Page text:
There are nearly 7,000 languages spoken worldwide, and among these, a total of 2,500 distinct languages are under threat of extinction according to Öcal Oğuz, the president of the Turkish National Commission of UNESCO. Oğuz remarked that many of these languages belonged to the Turkish language family.
Speaking with Anadolu Agency (AA) on the occasion of International Mother Language Day, a worldwide annual observance initiated by UNESCO and held on Feb. 21 to promote awareness of linguistic and cultural diversity, Oğuz stated that the disappearance of languages had increased in the last decade due to changing social, political and economic landscapes.
“Nearly 2,500 languages face extinction because the number of their speakers is very low. Unfortunately, according to statistics and compiled data, one of these languages disappears every 15 days,” Oğuz said.
Noting that languages spoken by less than 10,000 people make up the bulk of those in danger of disappearing, he said the fact that the languages of many communities belonging to the Turkish language family are among those that will disappear requires special attention.
Stating that it is difficult to reach the speakers of around 200 languages, Oğuz said more than 250 languages have disappeared since 1950. He added that according to UNESCO, a language should be spoken by a minimum of 10,000 people to ensure intergenerational transmission.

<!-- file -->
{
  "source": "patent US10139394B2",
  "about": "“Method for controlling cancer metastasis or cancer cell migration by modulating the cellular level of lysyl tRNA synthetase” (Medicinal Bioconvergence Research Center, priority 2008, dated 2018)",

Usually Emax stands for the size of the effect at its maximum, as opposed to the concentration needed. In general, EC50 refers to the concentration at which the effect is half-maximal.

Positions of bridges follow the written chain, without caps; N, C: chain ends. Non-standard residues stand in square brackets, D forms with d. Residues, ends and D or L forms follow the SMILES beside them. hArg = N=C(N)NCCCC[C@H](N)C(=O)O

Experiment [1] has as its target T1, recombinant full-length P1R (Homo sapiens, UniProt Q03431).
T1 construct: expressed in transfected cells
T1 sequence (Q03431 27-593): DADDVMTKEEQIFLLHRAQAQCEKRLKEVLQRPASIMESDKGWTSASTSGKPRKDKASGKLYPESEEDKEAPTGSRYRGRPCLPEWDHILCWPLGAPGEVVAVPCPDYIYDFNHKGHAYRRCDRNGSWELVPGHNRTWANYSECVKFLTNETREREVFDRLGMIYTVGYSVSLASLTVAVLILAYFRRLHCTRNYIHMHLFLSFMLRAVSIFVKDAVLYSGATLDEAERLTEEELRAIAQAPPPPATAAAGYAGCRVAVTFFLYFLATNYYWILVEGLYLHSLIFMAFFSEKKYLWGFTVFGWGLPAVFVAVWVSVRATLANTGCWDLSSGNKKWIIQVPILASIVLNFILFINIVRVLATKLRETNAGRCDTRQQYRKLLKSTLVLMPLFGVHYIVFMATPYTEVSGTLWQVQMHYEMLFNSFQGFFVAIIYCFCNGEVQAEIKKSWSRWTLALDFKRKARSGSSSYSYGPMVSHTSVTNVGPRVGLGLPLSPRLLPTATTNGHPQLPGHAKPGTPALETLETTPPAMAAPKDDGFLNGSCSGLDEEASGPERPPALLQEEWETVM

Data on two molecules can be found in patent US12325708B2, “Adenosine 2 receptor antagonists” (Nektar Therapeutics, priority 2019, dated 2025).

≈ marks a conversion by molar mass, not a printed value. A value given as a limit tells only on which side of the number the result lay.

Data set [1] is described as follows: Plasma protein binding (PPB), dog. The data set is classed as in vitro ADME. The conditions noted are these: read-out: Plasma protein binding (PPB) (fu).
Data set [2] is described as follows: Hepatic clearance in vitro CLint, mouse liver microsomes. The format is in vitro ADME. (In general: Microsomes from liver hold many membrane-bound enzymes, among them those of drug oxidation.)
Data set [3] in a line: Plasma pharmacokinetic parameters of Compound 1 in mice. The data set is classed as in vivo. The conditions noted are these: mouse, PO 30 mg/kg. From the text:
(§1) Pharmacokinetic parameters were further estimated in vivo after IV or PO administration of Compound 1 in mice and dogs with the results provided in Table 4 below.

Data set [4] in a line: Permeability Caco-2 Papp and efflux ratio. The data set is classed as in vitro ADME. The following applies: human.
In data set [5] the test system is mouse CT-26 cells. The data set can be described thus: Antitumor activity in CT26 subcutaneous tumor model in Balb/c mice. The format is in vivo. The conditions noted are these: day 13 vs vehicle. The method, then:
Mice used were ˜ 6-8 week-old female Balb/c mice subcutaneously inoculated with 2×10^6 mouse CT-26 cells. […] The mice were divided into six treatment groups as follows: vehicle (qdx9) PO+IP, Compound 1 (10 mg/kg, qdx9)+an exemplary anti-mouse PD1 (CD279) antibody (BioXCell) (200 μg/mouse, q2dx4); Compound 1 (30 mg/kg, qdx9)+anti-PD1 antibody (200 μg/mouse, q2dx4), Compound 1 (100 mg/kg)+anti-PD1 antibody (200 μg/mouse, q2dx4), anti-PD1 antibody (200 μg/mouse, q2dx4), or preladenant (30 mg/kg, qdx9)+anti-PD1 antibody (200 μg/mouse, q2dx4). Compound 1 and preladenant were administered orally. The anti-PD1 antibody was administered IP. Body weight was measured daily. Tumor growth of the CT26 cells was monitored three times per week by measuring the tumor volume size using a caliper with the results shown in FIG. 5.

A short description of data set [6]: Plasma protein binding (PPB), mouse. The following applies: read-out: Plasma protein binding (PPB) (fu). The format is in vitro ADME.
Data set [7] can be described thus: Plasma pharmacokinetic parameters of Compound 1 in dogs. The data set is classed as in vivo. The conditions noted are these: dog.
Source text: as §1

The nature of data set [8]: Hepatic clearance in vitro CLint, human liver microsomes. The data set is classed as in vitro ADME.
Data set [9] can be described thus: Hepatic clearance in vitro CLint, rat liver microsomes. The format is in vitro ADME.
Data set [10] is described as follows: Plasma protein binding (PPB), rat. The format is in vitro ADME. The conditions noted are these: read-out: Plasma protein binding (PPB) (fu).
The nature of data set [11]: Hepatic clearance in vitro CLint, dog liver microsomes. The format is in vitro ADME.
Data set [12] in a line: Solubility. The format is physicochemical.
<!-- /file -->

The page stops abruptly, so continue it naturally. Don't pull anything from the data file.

However, there is no guarantee for the transfer to the next generation if the language is spoken by less than 100,000 people. Oğuz stated that according to the “UNESCO Atlas of the World's Languages in Danger,” the vast majority of the languages that were under critical or significant threat of extinction were spoken by populations of less than 100,000 people.
Oğuz pointed out that culture carried significant importance for humanity and reiterated a quote from the UNESCO Universal Declaration on Cultural Diversity. “As a source of exchange, innovation and creativity, cultural diversity is as necessary for humankind as biodiversity is for nature. In this sense, it is the common heritage of humanity and should be recognized and affirmed for the benefit of present and future generations,” reads the declaration.
“This statement should be taken into consideration with not just economic growth but with intellectual, ethical and spiritual existence ... Languages carry strategic importance for humans and our world, with their roles of identity, communication, socialization, education and sustainable development. In this regard, we should raise awareness of the irreplaceable importance that they contain,” Oğuz said.
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